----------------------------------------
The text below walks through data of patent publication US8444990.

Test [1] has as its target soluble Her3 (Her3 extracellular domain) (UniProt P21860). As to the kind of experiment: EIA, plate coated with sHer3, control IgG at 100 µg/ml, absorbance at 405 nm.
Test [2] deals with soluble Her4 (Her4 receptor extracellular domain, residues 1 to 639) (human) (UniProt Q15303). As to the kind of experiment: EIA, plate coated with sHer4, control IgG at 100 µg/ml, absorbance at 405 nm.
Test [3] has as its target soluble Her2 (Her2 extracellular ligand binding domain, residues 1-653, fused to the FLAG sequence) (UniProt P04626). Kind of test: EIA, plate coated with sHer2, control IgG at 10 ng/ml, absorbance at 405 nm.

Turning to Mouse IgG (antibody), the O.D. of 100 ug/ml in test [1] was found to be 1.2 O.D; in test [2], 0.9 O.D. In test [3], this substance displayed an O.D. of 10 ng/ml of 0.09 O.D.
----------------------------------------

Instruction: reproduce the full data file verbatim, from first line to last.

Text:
The text below walks through data of patent publication US8444990.

Test [1] has as its target soluble Her3 (Her3 extracellular domain) (UniProt P21860). As to the kind of experiment: EIA, plate coated with sHer3, control IgG at 100 µg/ml, absorbance at 405 nm.
Test [2] deals with soluble Her4 (Her4 receptor extracellular domain, residues 1 to 639) (human) (UniProt Q15303). As to the kind of experiment: EIA, plate coated with sHer4, control IgG at 100 µg/ml, absorbance at 405 nm.
Test [3] has as its target soluble Her2 (Her2 extracellular ligand binding domain, residues 1-653, fused to the FLAG sequence) (UniProt P04626). Kind of test: EIA, plate coated with sHer2, control IgG at 10 ng/ml, absorbance at 405 nm.

Turning to Mouse IgG (antibody), the O.D. of 100 ug/ml in test [1] was found to be 1.2 O.D; in test [2], 0.9 O.D. In test [3], this substance displayed an O.D. of 10 ng/ml of 0.09 O.D.